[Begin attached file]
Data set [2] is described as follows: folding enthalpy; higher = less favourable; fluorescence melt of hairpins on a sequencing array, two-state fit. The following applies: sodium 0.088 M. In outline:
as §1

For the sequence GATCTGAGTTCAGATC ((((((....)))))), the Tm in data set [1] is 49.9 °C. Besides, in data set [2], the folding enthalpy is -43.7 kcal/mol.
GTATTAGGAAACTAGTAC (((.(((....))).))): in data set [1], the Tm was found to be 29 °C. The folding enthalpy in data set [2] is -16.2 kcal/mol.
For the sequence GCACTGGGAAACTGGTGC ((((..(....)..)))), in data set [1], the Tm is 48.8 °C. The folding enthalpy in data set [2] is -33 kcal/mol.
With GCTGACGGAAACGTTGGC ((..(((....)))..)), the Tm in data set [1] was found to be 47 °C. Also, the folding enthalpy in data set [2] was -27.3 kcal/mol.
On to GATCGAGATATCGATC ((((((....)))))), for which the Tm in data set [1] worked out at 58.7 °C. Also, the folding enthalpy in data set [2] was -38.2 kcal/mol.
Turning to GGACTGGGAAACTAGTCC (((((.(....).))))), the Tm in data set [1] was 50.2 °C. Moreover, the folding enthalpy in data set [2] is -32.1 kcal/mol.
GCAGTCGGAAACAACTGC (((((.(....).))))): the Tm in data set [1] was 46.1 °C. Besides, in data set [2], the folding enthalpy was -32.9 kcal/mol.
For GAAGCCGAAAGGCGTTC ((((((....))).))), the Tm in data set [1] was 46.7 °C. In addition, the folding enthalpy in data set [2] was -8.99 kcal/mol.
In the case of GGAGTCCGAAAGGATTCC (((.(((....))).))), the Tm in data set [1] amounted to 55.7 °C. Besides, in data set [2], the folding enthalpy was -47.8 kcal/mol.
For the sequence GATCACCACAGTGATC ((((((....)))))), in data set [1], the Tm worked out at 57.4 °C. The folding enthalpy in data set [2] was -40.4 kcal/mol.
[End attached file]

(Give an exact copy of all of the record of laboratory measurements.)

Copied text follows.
Data set [2] is described as follows: folding enthalpy; higher = less favourable; fluorescence melt of hairpins on a sequencing array, two-state fit. The following applies: sodium 0.088 M. In outline:
as §1

For the sequence GATCTGAGTTCAGATC ((((((....)))))), the Tm in data set [1] is 49.9 °C. Besides, in data set [2], the folding enthalpy is -43.7 kcal/mol.
GTATTAGGAAACTAGTAC (((.(((....))).))): in data set [1], the Tm was found to be 29 °C. The folding enthalpy in data set [2] is -16.2 kcal/mol.
For the sequence GCACTGGGAAACTGGTGC ((((..(....)..)))), in data set [1], the Tm is 48.8 °C. The folding enthalpy in data set [2] is -33 kcal/mol.
With GCTGACGGAAACGTTGGC ((..(((....)))..)), the Tm in data set [1] was found to be 47 °C. Also, the folding enthalpy in data set [2] was -27.3 kcal/mol.
On to GATCGAGATATCGATC ((((((....)))))), for which the Tm in data set [1] worked out at 58.7 °C. Also, the folding enthalpy in data set [2] was -38.2 kcal/mol.
Turning to GGACTGGGAAACTAGTCC (((((.(....).))))), the Tm in data set [1] was 50.2 °C. Moreover, the folding enthalpy in data set [2] is -32.1 kcal/mol.
GCAGTCGGAAACAACTGC (((((.(....).))))): the Tm in data set [1] was 46.1 °C. Besides, in data set [2], the folding enthalpy was -32.9 kcal/mol.
For GAAGCCGAAAGGCGTTC ((((((....))).))), the Tm in data set [1] was 46.7 °C. In addition, the folding enthalpy in data set [2] was -8.99 kcal/mol.
In the case of GGAGTCCGAAAGGATTCC (((.(((....))).))), the Tm in data set [1] amounted to 55.7 °C. Besides, in data set [2], the folding enthalpy was -47.8 kcal/mol.
For the sequence GATCACCACAGTGATC ((((((....)))))), in data set [1], the Tm worked out at 57.4 °C. The folding enthalpy in data set [2] was -40.4 kcal/mol.